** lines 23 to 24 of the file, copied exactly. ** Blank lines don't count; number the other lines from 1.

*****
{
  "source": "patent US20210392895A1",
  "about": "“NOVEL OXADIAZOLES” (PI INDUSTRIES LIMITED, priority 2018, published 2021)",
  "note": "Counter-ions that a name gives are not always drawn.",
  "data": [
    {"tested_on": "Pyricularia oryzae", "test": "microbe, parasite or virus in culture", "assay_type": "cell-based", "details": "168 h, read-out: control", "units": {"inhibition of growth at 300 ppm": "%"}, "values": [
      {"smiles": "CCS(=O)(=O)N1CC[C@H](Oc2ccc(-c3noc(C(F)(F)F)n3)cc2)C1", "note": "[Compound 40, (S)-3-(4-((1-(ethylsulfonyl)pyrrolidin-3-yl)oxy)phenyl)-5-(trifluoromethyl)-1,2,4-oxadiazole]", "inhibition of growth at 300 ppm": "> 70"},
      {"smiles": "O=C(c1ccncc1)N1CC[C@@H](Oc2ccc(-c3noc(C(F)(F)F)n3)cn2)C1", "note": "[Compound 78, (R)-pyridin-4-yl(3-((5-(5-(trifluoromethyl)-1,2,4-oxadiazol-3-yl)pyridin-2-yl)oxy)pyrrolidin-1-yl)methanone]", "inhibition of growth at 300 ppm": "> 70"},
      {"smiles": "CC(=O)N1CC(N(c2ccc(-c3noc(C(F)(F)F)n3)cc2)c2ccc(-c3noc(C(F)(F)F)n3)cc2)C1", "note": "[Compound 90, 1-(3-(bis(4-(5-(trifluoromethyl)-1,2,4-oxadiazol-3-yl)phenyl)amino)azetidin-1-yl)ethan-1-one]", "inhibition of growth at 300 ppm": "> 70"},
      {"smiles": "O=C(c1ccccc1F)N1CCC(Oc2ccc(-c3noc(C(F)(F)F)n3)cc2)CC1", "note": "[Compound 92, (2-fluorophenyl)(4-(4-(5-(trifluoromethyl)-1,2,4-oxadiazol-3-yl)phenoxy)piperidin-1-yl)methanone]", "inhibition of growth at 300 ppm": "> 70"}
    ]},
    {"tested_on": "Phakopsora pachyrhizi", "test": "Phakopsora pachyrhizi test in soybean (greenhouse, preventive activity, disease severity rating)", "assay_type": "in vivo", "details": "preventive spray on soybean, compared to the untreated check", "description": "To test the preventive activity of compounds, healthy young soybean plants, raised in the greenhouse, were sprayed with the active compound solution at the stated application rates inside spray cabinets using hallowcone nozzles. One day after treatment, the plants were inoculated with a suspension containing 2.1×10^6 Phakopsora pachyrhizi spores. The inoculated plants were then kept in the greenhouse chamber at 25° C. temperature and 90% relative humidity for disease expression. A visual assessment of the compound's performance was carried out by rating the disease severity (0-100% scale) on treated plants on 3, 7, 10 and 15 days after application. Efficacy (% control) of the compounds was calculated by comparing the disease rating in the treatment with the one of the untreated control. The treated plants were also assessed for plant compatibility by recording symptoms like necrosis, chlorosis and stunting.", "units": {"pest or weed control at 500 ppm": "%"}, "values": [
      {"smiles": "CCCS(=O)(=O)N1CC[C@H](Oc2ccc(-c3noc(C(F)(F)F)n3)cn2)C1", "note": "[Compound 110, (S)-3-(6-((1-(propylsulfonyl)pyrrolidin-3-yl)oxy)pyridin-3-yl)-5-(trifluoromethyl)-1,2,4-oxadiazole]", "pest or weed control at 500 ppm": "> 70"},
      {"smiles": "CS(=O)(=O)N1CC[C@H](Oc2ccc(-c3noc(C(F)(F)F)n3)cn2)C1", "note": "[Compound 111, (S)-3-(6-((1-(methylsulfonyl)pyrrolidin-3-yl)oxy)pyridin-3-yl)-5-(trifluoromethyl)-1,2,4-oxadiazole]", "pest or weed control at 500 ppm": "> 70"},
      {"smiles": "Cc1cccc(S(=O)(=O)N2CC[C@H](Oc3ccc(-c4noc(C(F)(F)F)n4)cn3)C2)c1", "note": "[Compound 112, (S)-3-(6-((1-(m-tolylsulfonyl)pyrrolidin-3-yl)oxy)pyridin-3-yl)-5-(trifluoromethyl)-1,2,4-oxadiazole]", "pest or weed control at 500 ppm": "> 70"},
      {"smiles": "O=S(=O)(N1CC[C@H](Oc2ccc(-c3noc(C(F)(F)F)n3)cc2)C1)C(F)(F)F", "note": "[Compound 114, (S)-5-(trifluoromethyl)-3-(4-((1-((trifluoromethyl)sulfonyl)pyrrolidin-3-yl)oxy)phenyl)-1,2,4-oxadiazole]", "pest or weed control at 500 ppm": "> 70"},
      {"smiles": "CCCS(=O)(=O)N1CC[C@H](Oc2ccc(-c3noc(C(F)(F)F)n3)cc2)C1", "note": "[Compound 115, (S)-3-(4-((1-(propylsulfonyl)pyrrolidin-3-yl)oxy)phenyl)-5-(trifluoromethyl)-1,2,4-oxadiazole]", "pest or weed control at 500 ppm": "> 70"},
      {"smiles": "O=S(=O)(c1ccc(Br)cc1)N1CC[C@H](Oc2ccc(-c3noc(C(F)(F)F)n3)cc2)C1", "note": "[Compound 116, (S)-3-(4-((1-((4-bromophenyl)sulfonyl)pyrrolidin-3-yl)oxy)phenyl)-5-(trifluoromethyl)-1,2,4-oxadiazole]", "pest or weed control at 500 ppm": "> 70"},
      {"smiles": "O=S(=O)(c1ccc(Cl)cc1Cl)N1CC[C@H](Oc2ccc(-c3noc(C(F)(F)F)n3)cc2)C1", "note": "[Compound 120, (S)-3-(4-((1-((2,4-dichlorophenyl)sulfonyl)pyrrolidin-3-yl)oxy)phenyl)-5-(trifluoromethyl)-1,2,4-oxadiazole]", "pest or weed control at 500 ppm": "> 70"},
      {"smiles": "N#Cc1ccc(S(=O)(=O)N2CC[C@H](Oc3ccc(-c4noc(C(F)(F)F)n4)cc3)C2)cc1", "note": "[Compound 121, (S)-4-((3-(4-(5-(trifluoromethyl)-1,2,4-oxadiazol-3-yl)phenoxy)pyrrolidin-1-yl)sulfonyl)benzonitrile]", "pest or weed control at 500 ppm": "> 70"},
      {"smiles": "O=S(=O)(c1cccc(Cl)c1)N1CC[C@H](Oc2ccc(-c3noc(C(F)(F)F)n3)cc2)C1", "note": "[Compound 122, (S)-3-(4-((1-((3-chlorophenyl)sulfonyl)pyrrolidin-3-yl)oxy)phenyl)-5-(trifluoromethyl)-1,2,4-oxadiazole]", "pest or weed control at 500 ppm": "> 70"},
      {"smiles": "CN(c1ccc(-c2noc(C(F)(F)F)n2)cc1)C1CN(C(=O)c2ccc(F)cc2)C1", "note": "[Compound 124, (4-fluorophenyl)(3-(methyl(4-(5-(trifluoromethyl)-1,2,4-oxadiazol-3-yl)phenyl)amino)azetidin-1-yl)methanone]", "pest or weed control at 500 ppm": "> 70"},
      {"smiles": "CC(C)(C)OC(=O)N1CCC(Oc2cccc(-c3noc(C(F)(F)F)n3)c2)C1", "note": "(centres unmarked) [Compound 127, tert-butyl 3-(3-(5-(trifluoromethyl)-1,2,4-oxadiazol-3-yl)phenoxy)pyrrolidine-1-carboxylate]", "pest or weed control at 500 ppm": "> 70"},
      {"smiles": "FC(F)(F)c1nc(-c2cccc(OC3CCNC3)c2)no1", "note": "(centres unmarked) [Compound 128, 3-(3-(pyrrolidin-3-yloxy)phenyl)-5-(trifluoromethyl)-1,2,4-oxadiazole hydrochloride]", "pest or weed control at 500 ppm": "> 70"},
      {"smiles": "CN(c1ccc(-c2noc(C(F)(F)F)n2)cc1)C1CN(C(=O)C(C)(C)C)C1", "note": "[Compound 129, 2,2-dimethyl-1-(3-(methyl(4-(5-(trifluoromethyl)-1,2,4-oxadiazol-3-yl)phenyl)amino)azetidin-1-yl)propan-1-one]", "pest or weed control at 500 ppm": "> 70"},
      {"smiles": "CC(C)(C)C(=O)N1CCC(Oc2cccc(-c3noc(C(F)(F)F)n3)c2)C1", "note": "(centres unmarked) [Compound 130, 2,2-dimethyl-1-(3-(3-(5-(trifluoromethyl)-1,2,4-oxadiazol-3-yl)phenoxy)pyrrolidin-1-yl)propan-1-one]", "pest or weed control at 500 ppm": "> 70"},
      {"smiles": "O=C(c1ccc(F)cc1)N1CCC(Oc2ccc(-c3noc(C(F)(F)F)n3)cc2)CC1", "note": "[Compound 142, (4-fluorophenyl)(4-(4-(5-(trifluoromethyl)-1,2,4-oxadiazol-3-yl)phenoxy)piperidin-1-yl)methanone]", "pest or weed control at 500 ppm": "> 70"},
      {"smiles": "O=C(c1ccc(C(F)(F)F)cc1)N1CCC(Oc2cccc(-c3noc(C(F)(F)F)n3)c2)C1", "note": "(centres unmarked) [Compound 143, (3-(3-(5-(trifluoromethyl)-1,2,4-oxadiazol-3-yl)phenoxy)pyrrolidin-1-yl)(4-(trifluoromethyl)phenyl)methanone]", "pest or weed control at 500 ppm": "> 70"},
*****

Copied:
      {"smiles": "CC(C)(C)OC(=O)N1CCC(Oc2cccc(-c3noc(C(F)(F)F)n3)c2)C1", "note": "(centres unmarked) [Compound 127, tert-butyl 3-(3-(5-(trifluoromethyl)-1,2,4-oxadiazol-3-yl)phenoxy)pyrrolidine-1-carboxylate]", "pest or weed control at 500 ppm": "> 70"},
      {"smiles": "FC(F)(F)c1nc(-c2cccc(OC3CCNC3)c2)no1", "note": "(centres unmarked) [Compound 128, 3-(3-(pyrrolidin-3-yloxy)phenyl)-5-(trifluoromethyl)-1,2,4-oxadiazole hydrochloride]", "pest or weed control at 500 ppm": "> 70"},